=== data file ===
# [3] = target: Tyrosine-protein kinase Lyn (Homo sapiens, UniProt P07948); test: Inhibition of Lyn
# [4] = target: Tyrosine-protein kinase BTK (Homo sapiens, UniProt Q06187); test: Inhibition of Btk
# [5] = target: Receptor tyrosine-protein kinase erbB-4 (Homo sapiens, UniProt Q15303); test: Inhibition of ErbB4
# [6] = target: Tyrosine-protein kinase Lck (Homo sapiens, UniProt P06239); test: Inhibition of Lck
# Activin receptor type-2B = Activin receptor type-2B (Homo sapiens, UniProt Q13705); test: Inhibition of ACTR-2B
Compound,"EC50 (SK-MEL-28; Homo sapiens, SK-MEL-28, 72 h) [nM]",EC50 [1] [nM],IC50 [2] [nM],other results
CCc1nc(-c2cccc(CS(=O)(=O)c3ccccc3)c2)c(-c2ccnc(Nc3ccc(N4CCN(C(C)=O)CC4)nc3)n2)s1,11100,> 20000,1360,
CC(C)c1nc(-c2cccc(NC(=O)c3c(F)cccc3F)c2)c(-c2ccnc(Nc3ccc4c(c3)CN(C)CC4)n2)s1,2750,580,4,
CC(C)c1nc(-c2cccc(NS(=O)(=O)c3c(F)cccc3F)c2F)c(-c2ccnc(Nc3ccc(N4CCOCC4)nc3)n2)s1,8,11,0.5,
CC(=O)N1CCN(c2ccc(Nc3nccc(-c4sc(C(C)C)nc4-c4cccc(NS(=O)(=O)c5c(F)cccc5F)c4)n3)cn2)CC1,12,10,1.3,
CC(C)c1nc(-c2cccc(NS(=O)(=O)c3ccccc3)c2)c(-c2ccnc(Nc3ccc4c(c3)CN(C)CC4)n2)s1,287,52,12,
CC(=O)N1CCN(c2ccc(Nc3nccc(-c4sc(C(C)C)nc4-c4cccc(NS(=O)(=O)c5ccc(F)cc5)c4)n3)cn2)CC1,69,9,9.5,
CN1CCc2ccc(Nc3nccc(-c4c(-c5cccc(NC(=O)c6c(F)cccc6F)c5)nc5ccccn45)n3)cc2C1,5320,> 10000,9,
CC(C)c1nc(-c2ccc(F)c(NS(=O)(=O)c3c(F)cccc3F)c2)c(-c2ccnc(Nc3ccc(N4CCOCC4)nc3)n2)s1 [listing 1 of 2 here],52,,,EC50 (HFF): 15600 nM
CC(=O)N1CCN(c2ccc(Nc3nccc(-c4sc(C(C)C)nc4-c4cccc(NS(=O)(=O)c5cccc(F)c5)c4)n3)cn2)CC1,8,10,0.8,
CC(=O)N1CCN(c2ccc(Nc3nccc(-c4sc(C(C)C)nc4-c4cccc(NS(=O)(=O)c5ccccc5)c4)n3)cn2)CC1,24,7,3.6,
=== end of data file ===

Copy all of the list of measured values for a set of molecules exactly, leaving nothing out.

# [3] = target: Tyrosine-protein kinase Lyn (Homo sapiens, UniProt P07948); test: Inhibition of Lyn
# [4] = target: Tyrosine-protein kinase BTK (Homo sapiens, UniProt Q06187); test: Inhibition of Btk
# [5] = target: Receptor tyrosine-protein kinase erbB-4 (Homo sapiens, UniProt Q15303); test: Inhibition of ErbB4
# [6] = target: Tyrosine-protein kinase Lck (Homo sapiens, UniProt P06239); test: Inhibition of Lck
# Activin receptor type-2B = Activin receptor type-2B (Homo sapiens, UniProt Q13705); test: Inhibition of ACTR-2B
Compound,"EC50 (SK-MEL-28; Homo sapiens, SK-MEL-28, 72 h) [nM]",EC50 [1] [nM],IC50 [2] [nM],other results
CCc1nc(-c2cccc(CS(=O)(=O)c3ccccc3)c2)c(-c2ccnc(Nc3ccc(N4CCN(C(C)=O)CC4)nc3)n2)s1,11100,> 20000,1360,
CC(C)c1nc(-c2cccc(NC(=O)c3c(F)cccc3F)c2)c(-c2ccnc(Nc3ccc4c(c3)CN(C)CC4)n2)s1,2750,580,4,
CC(C)c1nc(-c2cccc(NS(=O)(=O)c3c(F)cccc3F)c2F)c(-c2ccnc(Nc3ccc(N4CCOCC4)nc3)n2)s1,8,11,0.5,
CC(=O)N1CCN(c2ccc(Nc3nccc(-c4sc(C(C)C)nc4-c4cccc(NS(=O)(=O)c5c(F)cccc5F)c4)n3)cn2)CC1,12,10,1.3,
CC(C)c1nc(-c2cccc(NS(=O)(=O)c3ccccc3)c2)c(-c2ccnc(Nc3ccc4c(c3)CN(C)CC4)n2)s1,287,52,12,
CC(=O)N1CCN(c2ccc(Nc3nccc(-c4sc(C(C)C)nc4-c4cccc(NS(=O)(=O)c5ccc(F)cc5)c4)n3)cn2)CC1,69,9,9.5,
CN1CCc2ccc(Nc3nccc(-c4c(-c5cccc(NC(=O)c6c(F)cccc6F)c5)nc5ccccn45)n3)cc2C1,5320,> 10000,9,
CC(C)c1nc(-c2ccc(F)c(NS(=O)(=O)c3c(F)cccc3F)c2)c(-c2ccnc(Nc3ccc(N4CCOCC4)nc3)n2)s1 [listing 1 of 2 here],52,,,EC50 (HFF): 15600 nM
CC(=O)N1CCN(c2ccc(Nc3nccc(-c4sc(C(C)C)nc4-c4cccc(NS(=O)(=O)c5cccc(F)c5)c4)n3)cn2)CC1,8,10,0.8,
CC(=O)N1CCN(c2ccc(Nc3nccc(-c4sc(C(C)C)nc4-c4cccc(NS(=O)(=O)c5ccccc5)c4)n3)cn2)CC1,24,7,3.6,